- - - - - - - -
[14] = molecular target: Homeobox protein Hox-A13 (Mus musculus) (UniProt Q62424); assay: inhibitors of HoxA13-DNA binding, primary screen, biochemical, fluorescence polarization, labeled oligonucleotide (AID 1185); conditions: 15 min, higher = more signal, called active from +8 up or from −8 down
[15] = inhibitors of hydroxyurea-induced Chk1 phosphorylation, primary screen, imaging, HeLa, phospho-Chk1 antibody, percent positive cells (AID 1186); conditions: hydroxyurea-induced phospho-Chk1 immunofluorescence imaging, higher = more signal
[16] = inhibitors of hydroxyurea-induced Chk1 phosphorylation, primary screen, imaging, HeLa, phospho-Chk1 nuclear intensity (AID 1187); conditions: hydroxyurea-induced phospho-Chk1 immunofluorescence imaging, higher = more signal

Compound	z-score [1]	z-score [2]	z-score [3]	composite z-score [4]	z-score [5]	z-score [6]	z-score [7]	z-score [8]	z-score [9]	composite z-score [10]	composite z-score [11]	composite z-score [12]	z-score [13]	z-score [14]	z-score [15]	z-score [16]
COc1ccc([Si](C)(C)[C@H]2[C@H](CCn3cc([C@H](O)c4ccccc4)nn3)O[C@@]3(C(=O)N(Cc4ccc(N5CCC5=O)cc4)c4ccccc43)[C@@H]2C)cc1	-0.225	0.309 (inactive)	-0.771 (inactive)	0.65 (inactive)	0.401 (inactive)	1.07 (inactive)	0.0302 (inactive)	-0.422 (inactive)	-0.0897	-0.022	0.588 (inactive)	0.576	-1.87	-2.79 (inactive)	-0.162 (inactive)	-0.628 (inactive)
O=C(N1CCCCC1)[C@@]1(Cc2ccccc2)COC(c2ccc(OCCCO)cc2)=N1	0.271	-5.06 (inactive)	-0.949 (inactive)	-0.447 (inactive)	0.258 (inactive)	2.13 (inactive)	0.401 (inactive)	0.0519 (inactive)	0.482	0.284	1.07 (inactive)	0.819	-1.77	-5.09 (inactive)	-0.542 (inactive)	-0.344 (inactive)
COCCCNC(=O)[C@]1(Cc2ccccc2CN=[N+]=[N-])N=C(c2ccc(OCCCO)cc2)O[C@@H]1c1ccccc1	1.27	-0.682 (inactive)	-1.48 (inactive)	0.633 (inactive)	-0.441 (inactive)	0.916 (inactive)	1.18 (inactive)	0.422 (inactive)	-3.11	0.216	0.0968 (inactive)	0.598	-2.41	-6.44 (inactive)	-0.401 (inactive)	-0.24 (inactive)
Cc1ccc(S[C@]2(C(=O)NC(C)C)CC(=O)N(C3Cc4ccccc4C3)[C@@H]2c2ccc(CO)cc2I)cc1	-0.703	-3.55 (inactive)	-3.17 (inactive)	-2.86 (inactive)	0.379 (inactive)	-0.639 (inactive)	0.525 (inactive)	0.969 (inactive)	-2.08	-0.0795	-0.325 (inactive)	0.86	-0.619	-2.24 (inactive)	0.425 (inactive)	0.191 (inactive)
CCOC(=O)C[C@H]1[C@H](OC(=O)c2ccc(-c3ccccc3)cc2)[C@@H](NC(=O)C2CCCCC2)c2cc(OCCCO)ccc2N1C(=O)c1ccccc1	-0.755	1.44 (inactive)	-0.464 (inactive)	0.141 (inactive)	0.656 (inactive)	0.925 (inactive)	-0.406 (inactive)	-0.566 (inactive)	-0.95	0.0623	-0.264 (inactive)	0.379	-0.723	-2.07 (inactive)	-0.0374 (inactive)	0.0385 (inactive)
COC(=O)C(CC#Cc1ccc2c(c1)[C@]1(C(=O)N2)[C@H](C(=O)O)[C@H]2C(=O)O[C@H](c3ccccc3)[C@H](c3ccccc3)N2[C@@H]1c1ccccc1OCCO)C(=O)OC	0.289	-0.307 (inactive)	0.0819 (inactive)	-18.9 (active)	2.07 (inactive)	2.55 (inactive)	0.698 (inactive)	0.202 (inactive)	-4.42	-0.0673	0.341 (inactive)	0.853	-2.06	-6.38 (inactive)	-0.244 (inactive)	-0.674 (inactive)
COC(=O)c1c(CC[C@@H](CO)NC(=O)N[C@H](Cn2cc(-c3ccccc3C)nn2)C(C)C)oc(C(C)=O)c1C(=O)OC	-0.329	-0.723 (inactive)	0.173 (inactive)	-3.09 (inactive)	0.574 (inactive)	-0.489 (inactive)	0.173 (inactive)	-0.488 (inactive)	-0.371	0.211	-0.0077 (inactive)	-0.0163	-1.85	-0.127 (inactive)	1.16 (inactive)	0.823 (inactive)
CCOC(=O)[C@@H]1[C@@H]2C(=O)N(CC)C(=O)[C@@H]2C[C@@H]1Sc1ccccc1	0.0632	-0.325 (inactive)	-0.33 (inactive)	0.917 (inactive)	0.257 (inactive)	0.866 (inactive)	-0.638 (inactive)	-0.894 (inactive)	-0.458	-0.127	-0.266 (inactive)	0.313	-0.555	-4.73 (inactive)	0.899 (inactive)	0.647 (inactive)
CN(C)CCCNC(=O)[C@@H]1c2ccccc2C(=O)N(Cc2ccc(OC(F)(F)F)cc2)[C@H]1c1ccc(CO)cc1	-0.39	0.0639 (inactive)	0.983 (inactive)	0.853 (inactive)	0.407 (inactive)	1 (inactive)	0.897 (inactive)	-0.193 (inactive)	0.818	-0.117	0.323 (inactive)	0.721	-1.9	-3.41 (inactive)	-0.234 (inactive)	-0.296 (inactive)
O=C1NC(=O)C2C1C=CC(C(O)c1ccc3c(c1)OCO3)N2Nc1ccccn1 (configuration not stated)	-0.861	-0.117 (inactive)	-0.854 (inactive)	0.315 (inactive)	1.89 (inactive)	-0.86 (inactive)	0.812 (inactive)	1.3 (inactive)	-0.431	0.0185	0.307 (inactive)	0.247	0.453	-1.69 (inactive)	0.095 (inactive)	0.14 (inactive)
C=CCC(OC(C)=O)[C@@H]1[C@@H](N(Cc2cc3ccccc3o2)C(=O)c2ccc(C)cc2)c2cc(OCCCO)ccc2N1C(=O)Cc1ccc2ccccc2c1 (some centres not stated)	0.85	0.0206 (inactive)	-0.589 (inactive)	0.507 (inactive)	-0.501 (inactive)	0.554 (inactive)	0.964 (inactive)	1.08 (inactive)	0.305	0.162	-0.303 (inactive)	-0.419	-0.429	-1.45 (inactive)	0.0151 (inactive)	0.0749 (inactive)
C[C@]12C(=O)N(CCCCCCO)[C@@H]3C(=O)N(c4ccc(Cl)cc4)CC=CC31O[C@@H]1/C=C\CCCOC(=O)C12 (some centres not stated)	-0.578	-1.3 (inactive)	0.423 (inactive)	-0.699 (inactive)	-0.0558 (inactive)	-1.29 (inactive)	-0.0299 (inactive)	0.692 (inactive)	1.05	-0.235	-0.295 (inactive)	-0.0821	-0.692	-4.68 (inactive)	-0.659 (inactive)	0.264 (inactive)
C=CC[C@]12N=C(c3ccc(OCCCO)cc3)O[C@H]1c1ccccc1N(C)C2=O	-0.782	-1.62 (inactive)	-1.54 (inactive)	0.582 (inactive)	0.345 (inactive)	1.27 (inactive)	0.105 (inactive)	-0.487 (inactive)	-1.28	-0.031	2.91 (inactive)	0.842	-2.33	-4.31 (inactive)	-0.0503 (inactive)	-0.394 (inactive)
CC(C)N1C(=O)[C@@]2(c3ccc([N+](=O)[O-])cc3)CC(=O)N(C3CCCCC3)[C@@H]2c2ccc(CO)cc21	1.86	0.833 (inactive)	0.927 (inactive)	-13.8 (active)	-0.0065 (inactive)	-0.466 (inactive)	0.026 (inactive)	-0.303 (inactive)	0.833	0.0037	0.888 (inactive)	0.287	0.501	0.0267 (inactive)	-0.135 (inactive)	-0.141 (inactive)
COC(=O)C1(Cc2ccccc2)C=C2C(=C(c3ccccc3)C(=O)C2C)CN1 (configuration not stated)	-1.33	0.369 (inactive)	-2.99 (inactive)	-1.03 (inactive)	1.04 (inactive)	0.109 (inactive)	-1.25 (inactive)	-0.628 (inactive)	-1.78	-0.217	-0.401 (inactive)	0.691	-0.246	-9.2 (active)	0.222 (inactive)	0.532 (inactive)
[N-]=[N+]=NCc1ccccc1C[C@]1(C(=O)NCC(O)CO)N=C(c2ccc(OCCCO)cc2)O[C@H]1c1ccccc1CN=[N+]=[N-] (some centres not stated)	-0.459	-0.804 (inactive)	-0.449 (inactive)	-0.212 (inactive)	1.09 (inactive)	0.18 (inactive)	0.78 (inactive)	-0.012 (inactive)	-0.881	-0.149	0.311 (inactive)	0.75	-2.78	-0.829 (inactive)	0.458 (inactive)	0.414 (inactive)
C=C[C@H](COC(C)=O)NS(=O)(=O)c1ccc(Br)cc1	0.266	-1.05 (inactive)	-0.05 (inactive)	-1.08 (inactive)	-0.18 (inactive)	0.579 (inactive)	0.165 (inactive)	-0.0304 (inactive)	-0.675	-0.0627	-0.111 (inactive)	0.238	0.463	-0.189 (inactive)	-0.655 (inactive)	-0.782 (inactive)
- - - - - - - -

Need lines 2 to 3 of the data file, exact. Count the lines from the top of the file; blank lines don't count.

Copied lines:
[15] = inhibitors of hydroxyurea-induced Chk1 phosphorylation, primary screen, imaging, HeLa, phospho-Chk1 antibody, percent positive cells (AID 1186); conditions: hydroxyurea-induced phospho-Chk1 immunofluorescence imaging, higher = more signal
[16] = inhibitors of hydroxyurea-induced Chk1 phosphorylation, primary screen, imaging, HeLa, phospho-Chk1 nuclear intensity (AID 1187); conditions: hydroxyurea-induced phospho-Chk1 immunofluorescence imaging, higher = more signal